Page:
Heartfelt songs from the Age of the Pandemic
The songs on the new Sour Widows EP, Crossing Over, were put together and recorded during the Covid pandemic. Although some of the songs were written before the lockdown, the uncertainty of the past year found its way into the arrangements the band crafted for the recording. The trio—vocalist and guitarist Maia Sinaiko, vocalist and guitarist Susanna Thomson and drummer Max Edelman—used the time away from touring and performing to expand their musical vision and address the uncertain emotional terrain we find ourselves in.
“We wanted to stretch a bit and try new things,” Sinaiko said. “We all listen to a lot of different kinds of music, so it was nice to challenge ourselves by bringing new elements to our sound. Our self-titled debut [released by the band in February 2020] was more rock and roll, louder. This time, we went towards our folky, more personal side.
“We couldn’t go into a studio, but we wanted to release new music and take advantage of all the free time we had. We researched recording, then went to Susanna’s family home in Mendocino and put it together. Susanna and I had some songs written, so we had a week of rehearsing, unmasked, with everyone contributing to the arrangements. We immersed ourselves in the music and played the songs until they were finalized. We’d have breakfast, go on a forest- or beach-walk to hang out and discuss what we wanted to do, then come back to the house and play and work things out together.”
“Two songs were written before the quarantine, two afterwards,” Thomson said. “They weren’t songs we planned to use as part of our catalogue. Live, we’re a pretty loud rock band. We never imagined how we’d arrange the quieter songs we were writing, until this opportunity came about. This shows our softer, progressive, folky side. They became a good representation of transition and change, a moment in limbo. With the quarantine and everything, it made sense to change our sonic landscape with the circumstances.”
Before heading up to Mendocino, Thomson and Sinaiko made demos of the songs and sent them to Edelman. “I played along to the rough mixes,” he said. “I used a click track metronome and came up with my drum parts. It was a nice distraction and good to work on something creative, rather than sitting around, stressed out all the time. I have my own studio, so I miked every individual drum, used some overhead mics and played along to the demos. We used those tracks for the rehearsals, to work out our final approach.”
After the arrangements were finalized, Sinaiko and Thomson returned to Mendocino to record the final tracks. “We turned the upstairs into a makeshift recording studio,” Thomson said. “We set up the computers and interface in one room, with one guitar amp in the corner, facing the wall. We put another amp in the attic crawlspace to isolate them, so we could record without any sound bleed. After the guitar parts were done, we put on headphones and set up a makeshift vocal booth in a bedroom to record our vocals.”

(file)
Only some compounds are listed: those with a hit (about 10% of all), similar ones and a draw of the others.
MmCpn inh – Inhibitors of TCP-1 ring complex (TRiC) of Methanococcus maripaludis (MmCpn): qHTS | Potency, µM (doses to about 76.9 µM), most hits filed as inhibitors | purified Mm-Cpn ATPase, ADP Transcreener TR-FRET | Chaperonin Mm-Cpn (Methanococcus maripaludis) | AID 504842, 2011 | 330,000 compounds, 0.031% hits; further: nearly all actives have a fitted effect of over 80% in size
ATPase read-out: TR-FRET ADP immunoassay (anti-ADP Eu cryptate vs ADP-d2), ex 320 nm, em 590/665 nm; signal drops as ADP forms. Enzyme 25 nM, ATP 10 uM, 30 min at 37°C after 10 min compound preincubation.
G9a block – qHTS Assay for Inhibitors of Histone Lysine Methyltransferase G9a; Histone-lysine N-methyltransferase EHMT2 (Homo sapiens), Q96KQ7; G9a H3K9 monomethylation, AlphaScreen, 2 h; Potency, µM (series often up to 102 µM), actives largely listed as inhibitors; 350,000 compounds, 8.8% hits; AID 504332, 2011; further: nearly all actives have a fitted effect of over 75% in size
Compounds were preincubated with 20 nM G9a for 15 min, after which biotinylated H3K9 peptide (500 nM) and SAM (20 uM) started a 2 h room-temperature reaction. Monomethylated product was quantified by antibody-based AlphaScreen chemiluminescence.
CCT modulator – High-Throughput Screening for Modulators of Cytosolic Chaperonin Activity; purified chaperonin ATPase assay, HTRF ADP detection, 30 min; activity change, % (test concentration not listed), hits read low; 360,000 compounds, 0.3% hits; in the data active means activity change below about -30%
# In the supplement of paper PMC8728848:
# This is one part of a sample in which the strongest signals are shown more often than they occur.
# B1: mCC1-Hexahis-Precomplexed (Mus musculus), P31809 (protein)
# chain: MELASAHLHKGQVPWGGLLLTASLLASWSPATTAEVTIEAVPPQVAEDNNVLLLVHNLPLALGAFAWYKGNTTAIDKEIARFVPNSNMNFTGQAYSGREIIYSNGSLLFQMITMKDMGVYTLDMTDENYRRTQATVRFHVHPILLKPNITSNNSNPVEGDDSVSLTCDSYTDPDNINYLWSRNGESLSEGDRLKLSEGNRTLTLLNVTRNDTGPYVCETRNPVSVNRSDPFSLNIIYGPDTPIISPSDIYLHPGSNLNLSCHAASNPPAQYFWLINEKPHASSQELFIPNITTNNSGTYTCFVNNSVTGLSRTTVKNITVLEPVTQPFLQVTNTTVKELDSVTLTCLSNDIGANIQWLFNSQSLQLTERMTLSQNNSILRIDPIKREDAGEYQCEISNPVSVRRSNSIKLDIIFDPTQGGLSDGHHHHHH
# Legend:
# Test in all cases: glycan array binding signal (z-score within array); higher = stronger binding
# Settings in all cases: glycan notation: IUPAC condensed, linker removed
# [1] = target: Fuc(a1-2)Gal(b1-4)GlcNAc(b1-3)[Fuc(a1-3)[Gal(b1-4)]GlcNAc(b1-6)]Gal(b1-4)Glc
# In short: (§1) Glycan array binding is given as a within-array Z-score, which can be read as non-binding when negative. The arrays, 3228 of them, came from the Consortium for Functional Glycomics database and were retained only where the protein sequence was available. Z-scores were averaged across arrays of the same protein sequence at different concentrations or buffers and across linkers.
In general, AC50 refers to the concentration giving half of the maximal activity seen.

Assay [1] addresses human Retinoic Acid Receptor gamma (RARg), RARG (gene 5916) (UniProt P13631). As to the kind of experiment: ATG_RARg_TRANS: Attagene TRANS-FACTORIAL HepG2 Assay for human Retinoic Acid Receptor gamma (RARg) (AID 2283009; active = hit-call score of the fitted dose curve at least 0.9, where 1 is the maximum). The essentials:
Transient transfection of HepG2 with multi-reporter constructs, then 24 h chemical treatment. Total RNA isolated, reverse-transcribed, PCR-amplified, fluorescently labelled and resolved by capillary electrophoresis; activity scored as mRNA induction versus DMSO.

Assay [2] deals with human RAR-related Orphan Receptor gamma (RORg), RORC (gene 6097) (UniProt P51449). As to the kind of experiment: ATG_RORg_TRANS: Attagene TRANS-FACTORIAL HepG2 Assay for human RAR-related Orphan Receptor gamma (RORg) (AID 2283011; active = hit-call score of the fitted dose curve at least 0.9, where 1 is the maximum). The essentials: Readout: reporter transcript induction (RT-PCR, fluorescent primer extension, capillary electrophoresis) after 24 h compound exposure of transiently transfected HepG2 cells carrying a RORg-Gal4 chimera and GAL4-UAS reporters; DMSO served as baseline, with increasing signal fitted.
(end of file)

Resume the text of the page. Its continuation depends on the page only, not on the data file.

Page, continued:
Those tracks were sent to Timmy Stabler, a bass player they’ve worked with in the past. He added his parts in New York and sent the finished tracks back to California. The band had it mixed and mastered professionally, to deliver the mellow sound they were after.
“We call ourselves bedroom rock,” Thomson said. “We write the songs in our bedrooms and, when we started the band as a duo, we practiced in our bedrooms. There’s an intimacy in our writing that we identify with. We’ve also been called slowcore, a genre that appeared in the ’90s, known for slower tempos, richer tones in the guitars and a discreet drum sound.”
Crossing Over has the open, personal sound the band was after. The twin guitars weave a dreamlike atmosphere, as they shift between acoustic and electric sounds. Edelman’s drumming is understated throughout, adding subtle accents to complement the singing. Gentle, ambient electric guitar tones give “Look the Other Way” an aching quality, to compliment Sinaiko’s melancholy vocals. The lyrics explore the end of a relationship with a combination of sadness and confusion. “I wrote that song in a moment of great fear about the future,” Sinaiko said. “Being in your early 20s, trying to figure out who you are and grappling with the anxiety that produces. It also speaks to the moment we’re in now, trying to process things, when you don’t know what’s going to happen.”
The title track has a slow, sorrowful groove intensified by the echoing reverb of the electric guitars, Thomson’s reserved singing and the shimmering harmonies of Sinaiko’s backing vocals. “I’m describing a long-distance relationship,” Thomson said. “How you come to terms with the choices you’ve made and the process of realizing you have to deal with things the way they are, even if they’re painful. Loss, grief and the end of relationships is much on our minds, due to the current situation.”
The wide-open musical style displayed on Crossing Over makes the band’s narratives easily relatable, even as they eschew rock’s usual song structures. “We want to break open the rules of songwriting and explore bringing in different dynamics and time signatures and getting creative with them. We all think about making the songs more of a story, not just in the lyrics, but also in the changes and drum parts. There is an overarching narrative in these songs, but it’s not attached to conventional storytelling,” Thompson said.